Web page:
The Commonwealth Court of Pennsylvania has found a Middle Smithfield Township zoning officer, who was suspended and ultimately fired after denying a certificate of compliance to a local school district, was not entitled to whistleblower protection.
Wayne Rohner claimed that after he denied a certificate of compliance because of leaks in a school building roof and deviations from the approved development plan to the East Stroudsburg School District, he was suspended and an “Alternative Zoning Officer” was appointed who issued the school district a certificate of compliance. Rohner was subsequently fired.
Rohner filed a suit for wrongful discharge, which was dismissed because the trial court determined: (1) under Huffman v. Office of Personnel Management, 263 F.3d 1341 (Fed. Circ. 2001), Rohner’s refusal to grant the certificate of compliance was not a report of wrongdoing or waste as contemplated by the Whistleblower Law, (2) the report was simply a job duty and was not made against his employer, and (3) the Pennsylvania Municipality Planning Code did not alter the at-will status of the zoning hearing officer and it was not obvious that Rohner’s firing was contrary to public policy of the Commonwealth. Rohner appealed, asking the Commonwealth court to determine whether Rohner was entitled to whistleblower protection, and whether there is a clear public policy to protect zoning officers who make unpopular decisions.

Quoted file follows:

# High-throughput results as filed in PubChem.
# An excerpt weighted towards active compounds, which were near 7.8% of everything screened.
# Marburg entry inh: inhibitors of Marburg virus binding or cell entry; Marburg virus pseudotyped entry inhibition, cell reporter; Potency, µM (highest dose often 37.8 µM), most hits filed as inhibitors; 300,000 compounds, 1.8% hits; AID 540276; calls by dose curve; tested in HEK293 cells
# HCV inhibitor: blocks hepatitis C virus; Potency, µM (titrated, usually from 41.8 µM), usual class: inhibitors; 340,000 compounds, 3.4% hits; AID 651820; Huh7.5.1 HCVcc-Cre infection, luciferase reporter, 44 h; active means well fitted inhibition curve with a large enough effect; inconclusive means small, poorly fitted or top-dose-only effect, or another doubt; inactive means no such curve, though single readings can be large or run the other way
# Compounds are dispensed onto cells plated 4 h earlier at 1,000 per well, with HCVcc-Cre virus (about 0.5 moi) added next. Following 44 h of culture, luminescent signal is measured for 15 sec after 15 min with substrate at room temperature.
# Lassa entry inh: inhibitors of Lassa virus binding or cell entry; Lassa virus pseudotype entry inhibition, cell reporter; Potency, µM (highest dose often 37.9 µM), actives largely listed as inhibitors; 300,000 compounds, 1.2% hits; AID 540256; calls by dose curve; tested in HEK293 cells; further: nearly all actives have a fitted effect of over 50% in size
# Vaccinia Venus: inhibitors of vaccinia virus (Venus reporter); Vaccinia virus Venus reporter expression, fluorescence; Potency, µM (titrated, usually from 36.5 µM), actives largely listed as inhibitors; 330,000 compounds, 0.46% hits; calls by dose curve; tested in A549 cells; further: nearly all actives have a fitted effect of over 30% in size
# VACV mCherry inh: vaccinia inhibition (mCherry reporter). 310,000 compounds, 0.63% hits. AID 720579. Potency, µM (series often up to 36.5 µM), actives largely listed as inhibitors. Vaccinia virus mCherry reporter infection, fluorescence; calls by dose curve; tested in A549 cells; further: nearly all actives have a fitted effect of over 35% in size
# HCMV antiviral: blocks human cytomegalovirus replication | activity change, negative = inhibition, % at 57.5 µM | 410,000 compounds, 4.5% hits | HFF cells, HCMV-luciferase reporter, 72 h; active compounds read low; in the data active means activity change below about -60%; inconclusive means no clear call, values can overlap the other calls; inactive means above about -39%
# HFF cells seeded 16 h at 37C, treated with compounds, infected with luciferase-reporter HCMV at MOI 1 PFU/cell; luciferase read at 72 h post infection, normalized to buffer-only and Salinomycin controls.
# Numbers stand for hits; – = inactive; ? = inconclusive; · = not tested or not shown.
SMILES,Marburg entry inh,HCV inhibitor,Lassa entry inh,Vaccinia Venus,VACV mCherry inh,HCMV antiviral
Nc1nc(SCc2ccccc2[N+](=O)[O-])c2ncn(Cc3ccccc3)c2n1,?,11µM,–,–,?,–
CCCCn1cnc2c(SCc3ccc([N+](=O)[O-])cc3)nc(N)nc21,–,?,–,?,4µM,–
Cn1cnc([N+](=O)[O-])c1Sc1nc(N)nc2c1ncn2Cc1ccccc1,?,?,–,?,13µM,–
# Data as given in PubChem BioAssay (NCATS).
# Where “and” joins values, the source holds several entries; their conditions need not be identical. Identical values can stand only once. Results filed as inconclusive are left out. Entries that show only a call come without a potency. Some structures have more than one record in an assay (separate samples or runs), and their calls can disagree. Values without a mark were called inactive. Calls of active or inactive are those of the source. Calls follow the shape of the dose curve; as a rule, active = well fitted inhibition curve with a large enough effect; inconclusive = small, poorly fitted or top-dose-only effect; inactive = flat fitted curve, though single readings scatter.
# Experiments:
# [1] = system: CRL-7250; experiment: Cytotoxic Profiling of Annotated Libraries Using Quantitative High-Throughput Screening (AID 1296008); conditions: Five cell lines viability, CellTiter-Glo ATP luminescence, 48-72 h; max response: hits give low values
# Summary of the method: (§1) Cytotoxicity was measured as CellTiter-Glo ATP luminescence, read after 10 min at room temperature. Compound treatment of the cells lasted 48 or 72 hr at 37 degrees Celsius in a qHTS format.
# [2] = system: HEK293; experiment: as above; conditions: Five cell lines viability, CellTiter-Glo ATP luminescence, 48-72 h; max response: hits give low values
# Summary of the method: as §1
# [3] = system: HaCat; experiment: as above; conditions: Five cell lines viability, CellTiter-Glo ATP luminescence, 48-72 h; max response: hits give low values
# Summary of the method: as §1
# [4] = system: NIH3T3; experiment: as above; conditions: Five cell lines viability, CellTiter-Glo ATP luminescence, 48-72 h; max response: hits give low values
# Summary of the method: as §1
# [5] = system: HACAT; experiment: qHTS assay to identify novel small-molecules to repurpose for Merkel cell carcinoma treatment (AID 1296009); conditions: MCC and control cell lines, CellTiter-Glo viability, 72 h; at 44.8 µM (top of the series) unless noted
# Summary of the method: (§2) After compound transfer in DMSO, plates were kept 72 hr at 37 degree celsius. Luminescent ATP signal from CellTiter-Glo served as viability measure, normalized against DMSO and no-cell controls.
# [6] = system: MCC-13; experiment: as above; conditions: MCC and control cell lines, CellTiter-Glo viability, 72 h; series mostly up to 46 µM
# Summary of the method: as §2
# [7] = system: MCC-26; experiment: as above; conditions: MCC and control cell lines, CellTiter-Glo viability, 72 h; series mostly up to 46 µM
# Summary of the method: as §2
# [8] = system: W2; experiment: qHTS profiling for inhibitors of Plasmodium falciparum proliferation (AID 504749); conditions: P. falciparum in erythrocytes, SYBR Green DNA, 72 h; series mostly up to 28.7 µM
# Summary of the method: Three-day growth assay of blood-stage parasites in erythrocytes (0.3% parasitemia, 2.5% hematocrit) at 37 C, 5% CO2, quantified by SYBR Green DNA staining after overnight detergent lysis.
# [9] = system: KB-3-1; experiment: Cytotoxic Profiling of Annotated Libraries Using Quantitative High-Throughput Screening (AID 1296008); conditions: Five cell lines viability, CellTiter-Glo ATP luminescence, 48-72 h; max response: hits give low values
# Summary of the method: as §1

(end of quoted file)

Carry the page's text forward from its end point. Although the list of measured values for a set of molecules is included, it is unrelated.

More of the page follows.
On appeal, the Commonwealth Court of Pennsylvania affirmed the trial court’s holding denying the public policy claim, reasoning it was not obvious that there was a public policy to protect zoning officers who make unpopular decisions from being fired. Further, the Commonwealth court reversed in partand remanded for further proceedings on the whistleblower claim, reasoning that Rohner’s report denying the certificate of compliance related specifically to the mission of his employer and, therefore, Rohner stated a potential claim.